Genetic testing company to stop providing data on health risks

New York Times News Service

Bowing to the Food and Drug Administration, genetic testing service 23andMe said last week that it would stop providing consumers with health information while its test undergoes regulatory review.

The decision was in response to a warning letter sent by the agency two weeks ago saying that the genetic test was a medical device that requires approval.

“We remain firmly committed to fulfilling our long-term mission to help people everywhere have access to their own genetic data and have the ability to use that information to improve their lives,” Anne Wojcicki, the chief executive of 23andMe, said in a statement.

The company will continue to take orders for new tests but will provide only ancestry information and raw data, without interpretations of the health implications. It said it might resume providing health data if it receives regulatory approval.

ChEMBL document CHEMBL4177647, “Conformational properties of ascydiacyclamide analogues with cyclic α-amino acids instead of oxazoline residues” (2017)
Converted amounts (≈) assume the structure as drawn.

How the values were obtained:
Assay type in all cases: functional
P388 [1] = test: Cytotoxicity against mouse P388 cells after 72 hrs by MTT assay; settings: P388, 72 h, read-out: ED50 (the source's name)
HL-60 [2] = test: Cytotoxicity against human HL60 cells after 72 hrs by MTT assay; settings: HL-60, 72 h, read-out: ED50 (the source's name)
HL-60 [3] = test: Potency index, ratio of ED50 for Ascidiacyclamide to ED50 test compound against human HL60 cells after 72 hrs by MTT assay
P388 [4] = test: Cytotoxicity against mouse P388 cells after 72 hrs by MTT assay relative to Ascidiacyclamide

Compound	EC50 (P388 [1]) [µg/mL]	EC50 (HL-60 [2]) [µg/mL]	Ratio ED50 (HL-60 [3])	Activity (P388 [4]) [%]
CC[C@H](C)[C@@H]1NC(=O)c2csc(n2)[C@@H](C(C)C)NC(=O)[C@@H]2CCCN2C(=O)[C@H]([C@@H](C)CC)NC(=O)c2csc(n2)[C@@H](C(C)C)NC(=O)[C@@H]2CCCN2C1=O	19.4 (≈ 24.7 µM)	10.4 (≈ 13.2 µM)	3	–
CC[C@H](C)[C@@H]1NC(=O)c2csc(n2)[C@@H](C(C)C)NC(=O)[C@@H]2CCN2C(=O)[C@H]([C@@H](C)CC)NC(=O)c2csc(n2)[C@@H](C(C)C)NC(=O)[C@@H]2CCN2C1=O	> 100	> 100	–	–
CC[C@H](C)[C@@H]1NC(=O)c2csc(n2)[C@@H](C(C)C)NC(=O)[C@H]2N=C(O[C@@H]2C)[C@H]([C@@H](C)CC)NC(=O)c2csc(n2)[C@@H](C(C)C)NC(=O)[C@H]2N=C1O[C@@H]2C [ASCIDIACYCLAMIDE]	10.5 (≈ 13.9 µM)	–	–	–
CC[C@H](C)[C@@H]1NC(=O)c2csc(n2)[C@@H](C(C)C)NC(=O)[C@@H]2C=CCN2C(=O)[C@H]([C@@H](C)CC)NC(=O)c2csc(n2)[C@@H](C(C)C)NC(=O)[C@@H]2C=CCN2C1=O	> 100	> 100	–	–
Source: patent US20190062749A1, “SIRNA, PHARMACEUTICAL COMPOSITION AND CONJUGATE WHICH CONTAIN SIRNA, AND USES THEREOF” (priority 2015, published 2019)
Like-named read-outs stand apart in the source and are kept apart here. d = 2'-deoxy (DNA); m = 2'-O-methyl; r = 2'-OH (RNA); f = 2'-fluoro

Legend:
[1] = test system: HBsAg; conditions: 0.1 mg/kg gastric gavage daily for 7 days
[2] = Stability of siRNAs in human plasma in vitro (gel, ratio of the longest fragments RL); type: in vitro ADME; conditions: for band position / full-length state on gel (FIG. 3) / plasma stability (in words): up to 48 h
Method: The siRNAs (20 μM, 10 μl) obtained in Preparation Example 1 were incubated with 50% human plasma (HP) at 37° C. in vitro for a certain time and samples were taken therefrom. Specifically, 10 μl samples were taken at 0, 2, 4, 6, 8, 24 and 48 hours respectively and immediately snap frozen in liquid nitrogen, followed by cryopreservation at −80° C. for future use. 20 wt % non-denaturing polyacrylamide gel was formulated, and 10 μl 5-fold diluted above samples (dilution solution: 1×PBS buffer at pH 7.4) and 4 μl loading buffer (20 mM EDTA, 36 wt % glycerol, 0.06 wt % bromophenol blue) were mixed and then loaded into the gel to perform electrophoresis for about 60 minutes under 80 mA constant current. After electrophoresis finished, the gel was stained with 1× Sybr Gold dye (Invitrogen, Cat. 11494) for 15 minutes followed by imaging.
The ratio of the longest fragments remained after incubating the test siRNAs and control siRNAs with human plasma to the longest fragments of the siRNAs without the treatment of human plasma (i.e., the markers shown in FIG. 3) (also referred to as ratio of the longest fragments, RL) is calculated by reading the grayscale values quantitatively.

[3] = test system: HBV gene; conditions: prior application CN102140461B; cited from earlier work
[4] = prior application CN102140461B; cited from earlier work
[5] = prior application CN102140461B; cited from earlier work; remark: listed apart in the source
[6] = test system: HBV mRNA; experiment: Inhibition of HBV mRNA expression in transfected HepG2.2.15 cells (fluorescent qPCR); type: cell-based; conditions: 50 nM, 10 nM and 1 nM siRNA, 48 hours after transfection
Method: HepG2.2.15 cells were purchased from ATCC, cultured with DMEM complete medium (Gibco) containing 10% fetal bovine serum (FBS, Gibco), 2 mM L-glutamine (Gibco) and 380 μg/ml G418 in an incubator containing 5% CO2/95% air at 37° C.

23andMe sought approval of certain of its tests in 2012 but did not provide information the FDA required. After the company began advertising on television, the agency ordered it to stop marketing its test.

The company then halted advertising, apparently hoping that it could stop “marketing” but continue selling. But it appears that regulators did not buy that distinction.

It is not clear how long it will take for the company to get regulatory approval. It appears it was having trouble satisfying the FDA, so it will most likely be months or longer.

The service, which costs $99, analyzes DNA from a saliva sample to tell people if they have higher- or lower-than-average risks for certain diseases and how they might react to certain medicines. It is offered directly to consumers.

The agency, in its warning letter, said consumers might take inappropriate actions based on the test results. But company supporters said that such concerns were unfounded.

The company said that customers who purchased the test before Nov. 22, the date of the warning letter, would still have access to health-related information. Customers who ordered the test on or after Nov. 22, the company said, would be eligible for a refund.

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